Nathanael Lee Poff exchanged his first salute with his grandfather, Jack Lee Poff of Phillipsburg, N.J., on Memorial Day, May 31.
Nathanael Poff received his commission as a U.S. Naval officer on May 29 in Castine, Maine; where he attended Maine Maritime Academy. Poff graduated Magna Cum Laude with a Bachelor of Science in marine engineering, passed his U.S. Coast Guard Unlimited Tonnage Master License, and was also a part of the Academy’s Naval ROTC Program.
He is a 2017 graduate of CB East and a resident of Doylestown.
Jack Poff is a retired Navy veteran, having served as a petty officer 2nd Class – boiler technician on the USS Fiske – a Gering class destroyer and serviced from 1954 to 1958 during the Korean War era.
The first salute tradition started in the 1700s when British naval regiments would assign an enlisted sailor to show the ropes to new midshipmen in training. The enlisted sailor was paid to provide instruction, mentoring and unit traditions while the midshipmen were going through their officer training. Typical pay for an enlisted sailor in the 1800s was approximately $25, plus a $3 ration allowance, and a $1 additional allowance as advisor to the midshipmen. In the late 1800s, the $1 allowance was discontinued, but the tradition continued.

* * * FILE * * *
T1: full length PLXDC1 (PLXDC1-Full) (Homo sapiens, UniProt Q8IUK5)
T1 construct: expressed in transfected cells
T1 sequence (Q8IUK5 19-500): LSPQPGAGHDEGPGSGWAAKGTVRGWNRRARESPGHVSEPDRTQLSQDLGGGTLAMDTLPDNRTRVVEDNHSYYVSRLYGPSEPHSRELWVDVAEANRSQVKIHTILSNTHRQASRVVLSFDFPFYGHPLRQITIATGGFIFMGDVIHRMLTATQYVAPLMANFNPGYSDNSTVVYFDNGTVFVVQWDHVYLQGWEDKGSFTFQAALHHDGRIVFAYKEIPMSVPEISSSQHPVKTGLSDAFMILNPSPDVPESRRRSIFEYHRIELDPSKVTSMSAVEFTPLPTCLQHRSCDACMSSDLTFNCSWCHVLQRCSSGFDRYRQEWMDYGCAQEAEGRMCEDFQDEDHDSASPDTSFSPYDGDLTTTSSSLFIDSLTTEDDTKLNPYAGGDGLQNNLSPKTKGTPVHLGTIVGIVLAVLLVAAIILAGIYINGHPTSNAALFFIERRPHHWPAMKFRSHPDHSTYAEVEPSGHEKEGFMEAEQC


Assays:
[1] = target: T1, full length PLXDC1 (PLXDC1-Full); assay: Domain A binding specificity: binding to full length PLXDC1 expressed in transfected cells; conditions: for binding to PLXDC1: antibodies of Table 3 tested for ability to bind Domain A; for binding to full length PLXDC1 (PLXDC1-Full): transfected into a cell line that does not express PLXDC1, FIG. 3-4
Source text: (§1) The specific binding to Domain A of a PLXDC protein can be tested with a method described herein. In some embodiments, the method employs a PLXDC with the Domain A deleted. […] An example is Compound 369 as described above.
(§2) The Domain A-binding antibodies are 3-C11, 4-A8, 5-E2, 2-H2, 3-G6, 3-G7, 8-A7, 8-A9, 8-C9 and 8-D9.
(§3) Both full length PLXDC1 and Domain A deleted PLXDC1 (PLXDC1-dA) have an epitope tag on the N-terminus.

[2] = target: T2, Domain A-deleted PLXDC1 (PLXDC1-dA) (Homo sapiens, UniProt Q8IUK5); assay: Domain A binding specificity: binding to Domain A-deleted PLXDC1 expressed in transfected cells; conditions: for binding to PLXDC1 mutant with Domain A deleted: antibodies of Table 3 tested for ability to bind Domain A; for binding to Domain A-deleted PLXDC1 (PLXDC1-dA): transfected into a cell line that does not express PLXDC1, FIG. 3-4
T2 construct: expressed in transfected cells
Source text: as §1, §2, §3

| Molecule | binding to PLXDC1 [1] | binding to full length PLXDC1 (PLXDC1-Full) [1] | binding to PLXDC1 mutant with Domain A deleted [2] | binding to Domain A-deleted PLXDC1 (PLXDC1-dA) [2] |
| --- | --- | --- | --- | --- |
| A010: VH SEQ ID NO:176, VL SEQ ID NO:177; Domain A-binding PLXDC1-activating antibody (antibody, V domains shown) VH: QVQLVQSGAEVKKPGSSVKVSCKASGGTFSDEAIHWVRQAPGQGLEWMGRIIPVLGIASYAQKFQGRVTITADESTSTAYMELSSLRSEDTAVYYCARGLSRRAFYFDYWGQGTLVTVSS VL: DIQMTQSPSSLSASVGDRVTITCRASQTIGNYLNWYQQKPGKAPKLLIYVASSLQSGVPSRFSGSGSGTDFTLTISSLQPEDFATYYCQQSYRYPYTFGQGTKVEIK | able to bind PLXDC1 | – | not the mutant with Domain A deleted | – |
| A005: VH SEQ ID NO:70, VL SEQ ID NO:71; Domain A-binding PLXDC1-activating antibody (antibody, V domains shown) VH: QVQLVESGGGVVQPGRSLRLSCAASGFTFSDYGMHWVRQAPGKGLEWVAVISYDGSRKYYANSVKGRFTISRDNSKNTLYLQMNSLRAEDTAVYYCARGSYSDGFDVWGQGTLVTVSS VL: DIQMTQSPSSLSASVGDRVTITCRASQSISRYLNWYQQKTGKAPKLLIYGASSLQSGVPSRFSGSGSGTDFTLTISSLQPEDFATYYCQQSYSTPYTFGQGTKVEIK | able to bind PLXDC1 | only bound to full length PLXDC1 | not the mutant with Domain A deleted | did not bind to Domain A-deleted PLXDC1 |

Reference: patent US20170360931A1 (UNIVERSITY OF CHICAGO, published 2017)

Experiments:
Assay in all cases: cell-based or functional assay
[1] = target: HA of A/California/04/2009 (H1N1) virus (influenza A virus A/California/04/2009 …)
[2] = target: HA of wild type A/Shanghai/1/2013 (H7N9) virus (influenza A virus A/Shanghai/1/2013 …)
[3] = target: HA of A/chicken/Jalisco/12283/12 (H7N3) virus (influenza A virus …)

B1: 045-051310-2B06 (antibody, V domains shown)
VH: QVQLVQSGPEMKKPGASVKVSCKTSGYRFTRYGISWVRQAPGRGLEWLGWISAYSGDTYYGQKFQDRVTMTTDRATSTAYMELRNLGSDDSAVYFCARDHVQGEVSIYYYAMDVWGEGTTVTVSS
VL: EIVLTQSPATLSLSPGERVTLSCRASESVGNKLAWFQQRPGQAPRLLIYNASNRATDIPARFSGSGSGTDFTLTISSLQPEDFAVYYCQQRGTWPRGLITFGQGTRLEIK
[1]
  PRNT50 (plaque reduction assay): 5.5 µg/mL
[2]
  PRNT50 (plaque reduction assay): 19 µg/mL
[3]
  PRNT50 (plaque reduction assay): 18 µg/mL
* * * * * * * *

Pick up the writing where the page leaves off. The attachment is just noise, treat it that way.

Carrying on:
Today, the newly commissioned officer’s first salute can be received from any respected enlisted sailor, either active or retired. Upon completion of the first salute, today’s tradition is for the newly commissioned officer to exchange a special silver dollar to commemorate the salute.